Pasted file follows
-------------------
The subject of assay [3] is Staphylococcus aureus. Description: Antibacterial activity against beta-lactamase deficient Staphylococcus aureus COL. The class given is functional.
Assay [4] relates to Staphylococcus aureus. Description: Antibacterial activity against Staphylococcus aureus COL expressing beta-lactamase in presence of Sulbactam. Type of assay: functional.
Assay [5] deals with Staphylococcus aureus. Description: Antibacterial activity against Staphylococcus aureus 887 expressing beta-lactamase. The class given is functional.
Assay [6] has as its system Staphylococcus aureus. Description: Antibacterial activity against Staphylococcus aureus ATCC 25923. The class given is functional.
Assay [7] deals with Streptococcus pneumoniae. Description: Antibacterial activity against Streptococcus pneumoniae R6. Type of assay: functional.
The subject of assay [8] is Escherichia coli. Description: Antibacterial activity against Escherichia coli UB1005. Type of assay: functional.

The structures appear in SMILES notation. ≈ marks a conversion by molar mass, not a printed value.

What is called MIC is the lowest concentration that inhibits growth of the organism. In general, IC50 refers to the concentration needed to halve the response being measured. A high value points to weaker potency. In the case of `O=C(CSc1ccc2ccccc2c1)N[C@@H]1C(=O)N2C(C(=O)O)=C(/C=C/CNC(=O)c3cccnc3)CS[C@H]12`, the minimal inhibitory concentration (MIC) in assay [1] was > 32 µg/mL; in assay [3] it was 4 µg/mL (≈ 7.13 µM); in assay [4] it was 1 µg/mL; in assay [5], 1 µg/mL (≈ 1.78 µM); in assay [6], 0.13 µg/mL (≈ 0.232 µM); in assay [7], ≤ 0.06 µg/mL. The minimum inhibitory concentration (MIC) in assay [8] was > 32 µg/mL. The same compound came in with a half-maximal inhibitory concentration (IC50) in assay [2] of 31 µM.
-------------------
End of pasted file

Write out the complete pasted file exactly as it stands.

The subject of assay [3] is Staphylococcus aureus. Description: Antibacterial activity against beta-lactamase deficient Staphylococcus aureus COL. The class given is functional.
Assay [4] relates to Staphylococcus aureus. Description: Antibacterial activity against Staphylococcus aureus COL expressing beta-lactamase in presence of Sulbactam. Type of assay: functional.
Assay [5] deals with Staphylococcus aureus. Description: Antibacterial activity against Staphylococcus aureus 887 expressing beta-lactamase. The class given is functional.
Assay [6] has as its system Staphylococcus aureus. Description: Antibacterial activity against Staphylococcus aureus ATCC 25923. The class given is functional.
Assay [7] deals with Streptococcus pneumoniae. Description: Antibacterial activity against Streptococcus pneumoniae R6. Type of assay: functional.
The subject of assay [8] is Escherichia coli. Description: Antibacterial activity against Escherichia coli UB1005. Type of assay: functional.

The structures appear in SMILES notation. ≈ marks a conversion by molar mass, not a printed value.

What is called MIC is the lowest concentration that inhibits growth of the organism. In general, IC50 refers to the concentration needed to halve the response being measured. A high value points to weaker potency. In the case of `O=C(CSc1ccc2ccccc2c1)N[C@@H]1C(=O)N2C(C(=O)O)=C(/C=C/CNC(=O)c3cccnc3)CS[C@H]12`, the minimal inhibitory concentration (MIC) in assay [1] was > 32 µg/mL; in assay [3] it was 4 µg/mL (≈ 7.13 µM); in assay [4] it was 1 µg/mL; in assay [5], 1 µg/mL (≈ 1.78 µM); in assay [6], 0.13 µg/mL (≈ 0.232 µM); in assay [7], ≤ 0.06 µg/mL. The minimum inhibitory concentration (MIC) in assay [8] was > 32 µg/mL. The same compound came in with a half-maximal inhibitory concentration (IC50) in assay [2] of 31 µM.